One big question among photographers seems to be, “How do I come up with ideas of what to photograph?” At first, I would try to answer this question by forcing some kind of idea for a project, a theme to anchor my photography. I think there is a better approach. It makes more sense to me now to let ideas for projects emerge organically.
Recently, as I went out to walk with my camera, I took several shots, brought them back, looked at them on the computer, and immediately dismissed them as no good. After letting them sit for awhile though, and then coming back to give them a second look, I noticed the suggestion of a theme of sorts among the photographs and realized I had stumbled upon something that interested me — namely, the deterioration of my own town. Now I’m looking to explore the details of that theme through my photography. My plan is to continue photographing areas that are deteriorating and, eventually, work my way into photographing the people of this town who are suffering from it.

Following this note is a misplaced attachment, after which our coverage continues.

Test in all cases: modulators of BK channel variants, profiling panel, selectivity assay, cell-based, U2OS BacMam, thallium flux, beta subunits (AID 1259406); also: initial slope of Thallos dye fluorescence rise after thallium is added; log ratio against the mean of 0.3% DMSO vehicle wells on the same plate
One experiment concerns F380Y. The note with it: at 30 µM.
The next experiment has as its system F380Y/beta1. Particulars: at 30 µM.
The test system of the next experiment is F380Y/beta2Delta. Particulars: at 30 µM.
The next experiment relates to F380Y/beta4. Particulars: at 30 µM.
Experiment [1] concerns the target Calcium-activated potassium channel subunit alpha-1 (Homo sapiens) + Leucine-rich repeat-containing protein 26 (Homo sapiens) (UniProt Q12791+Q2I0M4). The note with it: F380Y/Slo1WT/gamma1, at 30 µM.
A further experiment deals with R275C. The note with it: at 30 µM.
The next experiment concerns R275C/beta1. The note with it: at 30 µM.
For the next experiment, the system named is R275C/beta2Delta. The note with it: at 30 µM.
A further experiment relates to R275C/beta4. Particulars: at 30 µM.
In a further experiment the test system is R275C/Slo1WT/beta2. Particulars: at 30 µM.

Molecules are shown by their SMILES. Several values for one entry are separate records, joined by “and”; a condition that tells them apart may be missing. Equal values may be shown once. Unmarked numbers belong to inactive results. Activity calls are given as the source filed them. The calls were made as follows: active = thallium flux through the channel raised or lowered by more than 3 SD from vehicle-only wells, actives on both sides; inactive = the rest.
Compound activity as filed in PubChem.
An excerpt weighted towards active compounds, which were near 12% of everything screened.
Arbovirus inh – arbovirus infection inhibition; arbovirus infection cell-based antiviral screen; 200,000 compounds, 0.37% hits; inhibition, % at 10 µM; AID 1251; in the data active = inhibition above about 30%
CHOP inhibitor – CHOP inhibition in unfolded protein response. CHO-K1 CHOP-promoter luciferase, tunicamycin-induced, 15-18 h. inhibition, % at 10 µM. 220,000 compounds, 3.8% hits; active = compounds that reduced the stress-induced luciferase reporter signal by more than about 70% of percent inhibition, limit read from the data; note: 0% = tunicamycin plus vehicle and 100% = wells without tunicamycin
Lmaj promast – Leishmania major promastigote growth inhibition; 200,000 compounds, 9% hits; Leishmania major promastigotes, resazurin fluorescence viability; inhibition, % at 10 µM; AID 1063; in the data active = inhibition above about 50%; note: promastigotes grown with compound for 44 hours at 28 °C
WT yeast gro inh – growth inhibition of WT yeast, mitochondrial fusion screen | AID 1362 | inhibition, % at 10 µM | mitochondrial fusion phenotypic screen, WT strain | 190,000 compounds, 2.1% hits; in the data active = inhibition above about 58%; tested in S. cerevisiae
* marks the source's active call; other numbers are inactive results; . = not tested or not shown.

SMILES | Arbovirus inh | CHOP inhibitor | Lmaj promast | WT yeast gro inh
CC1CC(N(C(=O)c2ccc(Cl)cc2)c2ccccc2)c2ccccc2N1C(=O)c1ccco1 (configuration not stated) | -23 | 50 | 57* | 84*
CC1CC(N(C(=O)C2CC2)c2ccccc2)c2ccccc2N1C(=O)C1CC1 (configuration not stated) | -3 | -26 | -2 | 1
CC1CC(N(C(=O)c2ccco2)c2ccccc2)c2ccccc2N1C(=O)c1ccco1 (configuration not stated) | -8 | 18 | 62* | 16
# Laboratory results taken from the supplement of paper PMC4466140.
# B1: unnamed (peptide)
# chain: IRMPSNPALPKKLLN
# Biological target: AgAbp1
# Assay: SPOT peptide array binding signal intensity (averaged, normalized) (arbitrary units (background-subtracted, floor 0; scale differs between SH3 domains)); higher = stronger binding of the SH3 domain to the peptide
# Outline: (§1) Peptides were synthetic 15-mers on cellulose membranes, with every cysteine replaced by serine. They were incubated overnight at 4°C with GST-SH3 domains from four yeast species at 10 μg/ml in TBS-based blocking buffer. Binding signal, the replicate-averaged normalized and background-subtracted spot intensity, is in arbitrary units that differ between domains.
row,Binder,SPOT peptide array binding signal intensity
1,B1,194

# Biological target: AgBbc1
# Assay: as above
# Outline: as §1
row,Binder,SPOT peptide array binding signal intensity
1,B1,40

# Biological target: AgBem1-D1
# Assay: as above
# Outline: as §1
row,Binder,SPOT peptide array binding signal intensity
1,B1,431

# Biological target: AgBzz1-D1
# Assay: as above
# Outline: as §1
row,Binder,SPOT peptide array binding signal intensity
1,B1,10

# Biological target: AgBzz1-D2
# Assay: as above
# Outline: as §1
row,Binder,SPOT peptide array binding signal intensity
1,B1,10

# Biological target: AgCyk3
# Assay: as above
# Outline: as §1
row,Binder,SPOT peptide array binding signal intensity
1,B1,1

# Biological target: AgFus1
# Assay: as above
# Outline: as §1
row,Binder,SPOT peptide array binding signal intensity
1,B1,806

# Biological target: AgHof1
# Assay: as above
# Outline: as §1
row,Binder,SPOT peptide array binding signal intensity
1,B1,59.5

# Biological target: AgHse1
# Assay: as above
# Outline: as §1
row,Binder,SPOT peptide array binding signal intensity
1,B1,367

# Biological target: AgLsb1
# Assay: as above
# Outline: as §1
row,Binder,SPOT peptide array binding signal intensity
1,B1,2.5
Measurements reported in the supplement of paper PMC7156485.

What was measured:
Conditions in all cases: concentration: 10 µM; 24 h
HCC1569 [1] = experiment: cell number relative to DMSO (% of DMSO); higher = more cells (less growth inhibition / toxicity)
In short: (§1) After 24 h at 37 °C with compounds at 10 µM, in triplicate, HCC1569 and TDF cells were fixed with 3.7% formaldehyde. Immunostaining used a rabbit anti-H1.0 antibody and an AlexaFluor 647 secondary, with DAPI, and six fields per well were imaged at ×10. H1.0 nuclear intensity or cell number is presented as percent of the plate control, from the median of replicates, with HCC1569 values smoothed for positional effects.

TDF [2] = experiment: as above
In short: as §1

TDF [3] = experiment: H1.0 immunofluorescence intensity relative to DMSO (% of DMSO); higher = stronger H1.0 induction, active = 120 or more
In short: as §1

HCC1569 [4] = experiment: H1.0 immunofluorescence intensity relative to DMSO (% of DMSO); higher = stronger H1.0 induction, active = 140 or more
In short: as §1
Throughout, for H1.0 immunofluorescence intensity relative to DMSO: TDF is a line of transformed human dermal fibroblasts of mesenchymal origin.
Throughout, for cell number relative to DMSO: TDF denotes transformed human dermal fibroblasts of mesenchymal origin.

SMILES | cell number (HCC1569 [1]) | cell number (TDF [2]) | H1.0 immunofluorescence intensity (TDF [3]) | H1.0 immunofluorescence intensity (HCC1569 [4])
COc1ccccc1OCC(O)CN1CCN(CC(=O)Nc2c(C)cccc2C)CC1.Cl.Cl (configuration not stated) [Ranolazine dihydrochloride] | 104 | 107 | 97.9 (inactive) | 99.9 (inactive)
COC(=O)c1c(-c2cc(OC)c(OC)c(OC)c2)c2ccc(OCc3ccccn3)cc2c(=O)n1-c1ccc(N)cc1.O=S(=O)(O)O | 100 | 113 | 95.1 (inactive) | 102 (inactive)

I did not force that idea. I didn’t come up with it like, let’s say, “I’m going to do a photography series on “loneliness” and then try to force myself to take photos that fit that pre-determined theme. Instead, I just took the photos and let the common themes in the photos dictate the idea for a project to me.
Is this how the masters worked? Henri Cartier-Bresson? Diane Arbus? Vivian Maier? Garry Winogrand? Elliott Erwitt? Joel Meyerowitz? I don’t know for sure, but I do know that it seems to be working for me.
In the end, I think the key is to find out what works for you. Do you need a pre-determined topic, theme, or idea to get you going, or do you thrive on just letting the photos speak? I think the advantage in the latter lies in the fact that, as a photographer analyzing my own photographs, I am slowing down and taking the time to understand each shot on a deeper level rather than simply falling in love with it (“That’s the photo I took. Aren’t I brilliant?”) and thinking you are complete.
As photographers, we are never complete. We are always growing, always learning, always changing, always seeing things from a different point of view. We have to learn to do the same with our own work. To do that, we have to be willing to divorce ourselves from our parental rights to our photographs and go over them with a fine- toothed comb. We have to be ruthless in our editing, but we also need to be open to possibilities that we hadn’t considered before. I find it hard to do that when I set out trying to stuff things into a pre-conceived idea. I find it much easier to do when the photographs themselves give me the ideas.
Now let’s see if I can practice what I preach.